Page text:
Lately the little guy has been waking up at a different time, bright eyed and ready to go. The old sleep routine was: 8-2 (feed), then 2-5 (feed), then 5-6:30 or 7 until he was awake, and then feed at 8 and the day is going. But now he is skipping that last sleep. So, that means some adjustments for both me and my wife, and it challenges the routines we thought we had for him.
According to a lot of sources, it is super important to keep some sort of routines for your baby. These routines help them feel a sense of being grounded and know what to expect, and will give the parents a little predictability (read more about it at babycenter). I also listened to a podcast about “temper tantrums” (SUPER interesting, from Stuff You Should Know), and while temper tantrums are unavoidable (because there is a part of the brain that helps you realize when you are being unreasonable that does not even start developing until you are 4 years old), if you have routines, they will be less often and less severe.
I think if you are a person trying to follow some routines with your baby, above all, you want to remember to listen to their needs and pay attention to what they are telling you. Make the routines around the little one’s needs while at the same time not stopping your flow of life because of the routine (ex, if you feed at 10:00 in the morning and you are asked to meet someone for a coffee at 10:00, still feed them at that time, or maybe try a 9:45 feeding). And the routines should be flexible, because as we all know, life is not a square box. Some people make such rigid routines that if the little one does not have things exactly the same every day they freak out. And on the other side of the coin, some people have such a lack of routines that their little one is also freaking out (apparently those freak outs are because they have a primal worry: no routine = not knowing if the next meal is coming). Why not find somewhere in the middle, right?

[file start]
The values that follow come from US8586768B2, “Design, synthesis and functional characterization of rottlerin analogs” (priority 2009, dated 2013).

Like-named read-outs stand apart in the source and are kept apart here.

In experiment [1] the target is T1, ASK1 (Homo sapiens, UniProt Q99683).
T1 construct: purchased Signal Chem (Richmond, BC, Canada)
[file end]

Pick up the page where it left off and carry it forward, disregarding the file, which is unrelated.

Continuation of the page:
The challenge that I have found, especially now, is that the routines we have with the little guy are constantly needing to be revised. So if he is up and going 5 now, and he eats every 3 hours, followed by a 30-45 minute nap, then that means that the times of day have shifted from when he was up and going at 7:00. I should note that it does not matter if we put him to bed at 7 or 10, he will still wake up at 5:00.
So the way I am answering the question of “how do you keep routines when the baby is changing?” is this: it is not the actual time of day that needs to be routine, but what you do with the blocks of time from nap-to-nap, and at bedtime. So, if we have a routine of going for a walk in the morning, and I used to do that at around 8:30, after he was up for 1,5-2 hours, now that walk happens at 6:30-7:00. The time does not matter, it’s the routine of “morning = walk”. Or more importantly is bedtime – it’s not really 7:30 that must be bedtime, but instead, it’s “at bedtime we do X, Y, and Z.”
This approach should allow us to have the flexibility to adapt when he grows out of the times we were using, while still keeping a routine for the little guy. Of course in a perfect world, he would stick to the times that we like to have, and we will still push for some kind of regularity, but I guess above all, it’s all about flexibility.